The work is starting this month to repair the former Woolpacks Hotel at 50-52 Westgate under Historic England’s High Street Heritage Action Zone (HAZ) programme.
This is the next stage of the scheme funded by Wakefield Council and Historic England to renovate Upper Westgate’s historic buildings and features, which has already seen the reinstating of traditional cobbles to Carter Street and Cheapside and the introduction of up lighting to Thompsons Yard, and the lane leading to Barstow Square.
At the Woolpacks, traditional materials such as hot lime mortar will be used to repoint stonework and repairs will be made to the building’s roof and windows.
To tackle damp issues, modern masonry paint will be removed from the outside of the building and be replaced by a breathable lime wash.
To enhance the property further, its traditional shop front will be reinstated to replace 1970s cladding.
Coun Darren Byford, Cabinet Member for Economic Growth, Regeneration and Property, said: “This is a fantastic scheme which is bringing new life into our historic Westgate buildings, supporting our heritage and their long-term future, and encouraging further investment in this part of the city.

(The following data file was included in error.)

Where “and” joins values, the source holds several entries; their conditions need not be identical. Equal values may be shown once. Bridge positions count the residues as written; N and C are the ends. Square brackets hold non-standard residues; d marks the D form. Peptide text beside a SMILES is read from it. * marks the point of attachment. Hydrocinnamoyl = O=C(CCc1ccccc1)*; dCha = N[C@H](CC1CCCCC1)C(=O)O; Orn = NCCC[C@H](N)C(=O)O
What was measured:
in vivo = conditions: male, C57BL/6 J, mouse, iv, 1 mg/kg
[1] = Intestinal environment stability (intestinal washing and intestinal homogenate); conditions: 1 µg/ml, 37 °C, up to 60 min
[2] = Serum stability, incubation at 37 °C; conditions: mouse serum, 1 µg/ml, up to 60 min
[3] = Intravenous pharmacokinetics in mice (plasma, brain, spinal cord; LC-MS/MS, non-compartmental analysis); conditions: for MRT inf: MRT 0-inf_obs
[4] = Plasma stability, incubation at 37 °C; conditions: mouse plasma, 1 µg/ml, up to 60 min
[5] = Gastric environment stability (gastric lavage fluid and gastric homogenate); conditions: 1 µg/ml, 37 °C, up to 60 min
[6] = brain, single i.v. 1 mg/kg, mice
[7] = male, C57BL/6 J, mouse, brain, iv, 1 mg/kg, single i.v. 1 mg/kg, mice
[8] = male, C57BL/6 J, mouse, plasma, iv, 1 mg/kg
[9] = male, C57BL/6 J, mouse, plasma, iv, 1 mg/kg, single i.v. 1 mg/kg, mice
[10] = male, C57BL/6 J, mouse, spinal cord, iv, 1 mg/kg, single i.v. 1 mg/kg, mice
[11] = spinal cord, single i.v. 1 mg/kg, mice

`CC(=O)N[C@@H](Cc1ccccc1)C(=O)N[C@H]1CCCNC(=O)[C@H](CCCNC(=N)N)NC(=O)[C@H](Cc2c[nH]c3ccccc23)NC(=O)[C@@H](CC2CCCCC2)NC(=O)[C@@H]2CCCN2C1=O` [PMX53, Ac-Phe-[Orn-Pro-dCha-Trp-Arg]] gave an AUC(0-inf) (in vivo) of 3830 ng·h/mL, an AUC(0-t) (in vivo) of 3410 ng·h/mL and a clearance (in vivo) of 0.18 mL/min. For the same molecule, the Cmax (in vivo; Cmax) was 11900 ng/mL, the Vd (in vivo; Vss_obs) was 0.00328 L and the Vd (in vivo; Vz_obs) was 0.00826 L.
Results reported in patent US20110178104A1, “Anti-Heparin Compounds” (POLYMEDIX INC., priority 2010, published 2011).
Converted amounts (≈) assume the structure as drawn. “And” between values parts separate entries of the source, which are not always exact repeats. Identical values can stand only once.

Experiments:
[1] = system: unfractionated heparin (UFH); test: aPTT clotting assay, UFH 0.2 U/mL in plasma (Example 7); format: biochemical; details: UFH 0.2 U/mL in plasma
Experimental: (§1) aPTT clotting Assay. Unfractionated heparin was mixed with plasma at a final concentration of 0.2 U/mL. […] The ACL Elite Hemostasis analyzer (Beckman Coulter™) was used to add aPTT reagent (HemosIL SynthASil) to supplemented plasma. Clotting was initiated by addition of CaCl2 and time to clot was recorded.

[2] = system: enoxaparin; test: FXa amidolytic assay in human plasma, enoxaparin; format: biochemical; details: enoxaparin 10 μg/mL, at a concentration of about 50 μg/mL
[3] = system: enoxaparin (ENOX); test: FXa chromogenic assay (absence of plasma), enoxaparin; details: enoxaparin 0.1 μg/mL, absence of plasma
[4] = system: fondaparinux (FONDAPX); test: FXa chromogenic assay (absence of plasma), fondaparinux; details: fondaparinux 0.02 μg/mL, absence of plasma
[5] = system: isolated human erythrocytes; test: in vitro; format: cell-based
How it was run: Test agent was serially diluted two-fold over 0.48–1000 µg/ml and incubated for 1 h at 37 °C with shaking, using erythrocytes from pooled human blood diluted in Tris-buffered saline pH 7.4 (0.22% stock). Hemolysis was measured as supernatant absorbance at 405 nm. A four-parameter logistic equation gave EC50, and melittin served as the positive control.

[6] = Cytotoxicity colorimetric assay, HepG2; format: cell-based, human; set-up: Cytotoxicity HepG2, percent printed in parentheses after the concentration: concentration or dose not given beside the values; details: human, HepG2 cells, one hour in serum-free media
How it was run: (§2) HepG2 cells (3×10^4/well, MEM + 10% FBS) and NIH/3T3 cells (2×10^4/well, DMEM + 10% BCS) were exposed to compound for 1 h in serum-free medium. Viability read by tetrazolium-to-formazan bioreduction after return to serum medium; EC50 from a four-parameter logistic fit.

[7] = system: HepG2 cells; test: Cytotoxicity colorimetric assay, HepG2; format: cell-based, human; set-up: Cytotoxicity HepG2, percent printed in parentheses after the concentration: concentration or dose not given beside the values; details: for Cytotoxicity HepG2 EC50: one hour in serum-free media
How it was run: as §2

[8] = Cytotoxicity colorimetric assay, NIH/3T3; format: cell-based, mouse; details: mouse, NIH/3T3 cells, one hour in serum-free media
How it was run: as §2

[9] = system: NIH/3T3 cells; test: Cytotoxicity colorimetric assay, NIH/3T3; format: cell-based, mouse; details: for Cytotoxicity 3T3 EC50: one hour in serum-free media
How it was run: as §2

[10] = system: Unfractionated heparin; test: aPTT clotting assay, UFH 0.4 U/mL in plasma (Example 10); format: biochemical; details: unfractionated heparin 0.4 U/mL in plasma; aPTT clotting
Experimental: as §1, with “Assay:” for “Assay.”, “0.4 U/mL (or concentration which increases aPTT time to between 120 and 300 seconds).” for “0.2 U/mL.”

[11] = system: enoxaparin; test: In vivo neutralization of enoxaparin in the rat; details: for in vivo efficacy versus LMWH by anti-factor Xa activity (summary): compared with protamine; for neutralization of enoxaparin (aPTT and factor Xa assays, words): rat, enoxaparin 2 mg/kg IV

"We will all look forward to seeing the changes that will make such a difference with the restoration work.”
Plans are underway for further Westgate buildings to be restored, with new projects to be announced later in the year.
The council has received £1.9million from Historic England which it has match funded to make almost £4million worth of investment into renovating Upper Westgate’s historic buildings, and adjacent yards and ginnels.
The funding is also being used for exciting new cultural events and celebrations in the future.
Nicky Brown, Historic England Project Officer, said: “It’s fantastic that work will be starting soon to restore this historic building in an area that is rich in heritage and significance for local people.”
The project supports Historic England’s High Street Heritage Action Zones (HSHAZ) initiative to support the heart of the city, encourage businesses to the area and create new jobs.
The majority of the funds of the £4million project will focus on making grants available of up to 90% to owners of historic properties within the Conservation Area to carry out high quality repairs and to bring internal spaces back into use. At least 20 buildings will be restored, for both residential and business use.
The programme of work will also involve cultural and community activities to engage owners and members of the public with the rich and fascinating history, and will involve working with Wakefield Civic Society, Wakefield Historical Society, and other community partners.